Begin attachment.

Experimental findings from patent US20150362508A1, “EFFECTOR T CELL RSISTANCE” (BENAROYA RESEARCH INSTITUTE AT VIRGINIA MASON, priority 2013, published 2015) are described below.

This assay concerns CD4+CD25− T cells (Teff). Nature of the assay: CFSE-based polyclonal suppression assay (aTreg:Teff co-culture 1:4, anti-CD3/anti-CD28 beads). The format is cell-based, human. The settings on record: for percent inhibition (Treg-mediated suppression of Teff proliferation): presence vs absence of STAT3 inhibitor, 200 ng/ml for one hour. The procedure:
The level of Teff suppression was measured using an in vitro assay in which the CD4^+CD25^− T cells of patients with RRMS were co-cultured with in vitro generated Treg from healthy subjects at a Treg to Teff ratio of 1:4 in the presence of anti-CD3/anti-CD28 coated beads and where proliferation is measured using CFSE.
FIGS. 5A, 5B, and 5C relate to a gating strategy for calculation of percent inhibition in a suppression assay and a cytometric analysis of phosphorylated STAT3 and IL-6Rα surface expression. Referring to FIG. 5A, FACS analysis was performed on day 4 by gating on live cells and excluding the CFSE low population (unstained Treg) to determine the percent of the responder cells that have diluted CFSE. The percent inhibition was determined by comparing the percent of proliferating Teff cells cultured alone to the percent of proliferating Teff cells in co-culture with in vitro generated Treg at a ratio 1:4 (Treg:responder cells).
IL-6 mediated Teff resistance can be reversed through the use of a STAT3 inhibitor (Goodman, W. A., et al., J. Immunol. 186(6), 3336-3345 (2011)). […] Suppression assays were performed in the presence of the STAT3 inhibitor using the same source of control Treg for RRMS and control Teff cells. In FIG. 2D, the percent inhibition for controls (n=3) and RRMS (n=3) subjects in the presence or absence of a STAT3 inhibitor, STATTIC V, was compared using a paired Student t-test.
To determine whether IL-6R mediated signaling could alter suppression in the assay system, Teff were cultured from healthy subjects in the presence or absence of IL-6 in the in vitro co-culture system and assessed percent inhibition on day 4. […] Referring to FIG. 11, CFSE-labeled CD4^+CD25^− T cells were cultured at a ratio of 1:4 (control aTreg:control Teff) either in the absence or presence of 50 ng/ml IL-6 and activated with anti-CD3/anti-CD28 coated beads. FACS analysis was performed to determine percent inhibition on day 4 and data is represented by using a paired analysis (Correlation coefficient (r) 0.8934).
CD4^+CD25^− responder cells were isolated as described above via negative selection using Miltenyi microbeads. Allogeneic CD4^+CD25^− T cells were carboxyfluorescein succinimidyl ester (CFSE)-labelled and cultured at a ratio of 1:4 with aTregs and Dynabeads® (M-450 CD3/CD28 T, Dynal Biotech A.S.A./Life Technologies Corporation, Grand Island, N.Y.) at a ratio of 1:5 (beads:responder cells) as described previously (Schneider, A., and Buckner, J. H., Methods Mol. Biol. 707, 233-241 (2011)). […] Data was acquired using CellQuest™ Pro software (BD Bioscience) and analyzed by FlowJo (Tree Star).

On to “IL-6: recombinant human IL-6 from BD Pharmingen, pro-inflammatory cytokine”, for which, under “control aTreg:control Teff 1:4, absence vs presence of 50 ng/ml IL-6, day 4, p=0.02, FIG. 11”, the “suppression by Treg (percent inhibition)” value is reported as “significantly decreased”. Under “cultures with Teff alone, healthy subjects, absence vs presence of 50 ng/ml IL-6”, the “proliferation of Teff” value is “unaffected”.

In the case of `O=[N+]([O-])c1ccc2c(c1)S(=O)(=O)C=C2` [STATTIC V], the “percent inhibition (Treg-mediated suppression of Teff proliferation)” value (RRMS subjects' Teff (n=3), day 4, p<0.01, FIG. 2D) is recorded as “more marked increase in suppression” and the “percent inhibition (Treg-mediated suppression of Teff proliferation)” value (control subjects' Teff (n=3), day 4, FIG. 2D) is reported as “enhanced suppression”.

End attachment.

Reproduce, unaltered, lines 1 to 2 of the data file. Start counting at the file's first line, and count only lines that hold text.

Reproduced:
Experimental findings from patent US20150362508A1, “EFFECTOR T CELL RSISTANCE” (BENAROYA RESEARCH INSTITUTE AT VIRGINIA MASON, priority 2013, published 2015) are described below.

This assay concerns CD4+CD25− T cells (Teff). Nature of the assay: CFSE-based polyclonal suppression assay (aTreg:Teff co-culture 1:4, anti-CD3/anti-CD28 beads). The format is cell-based, human. The settings on record: for percent inhibition (Treg-mediated suppression of Teff proliferation): presence vs absence of STAT3 inhibitor, 200 ng/ml for one hour. The procedure: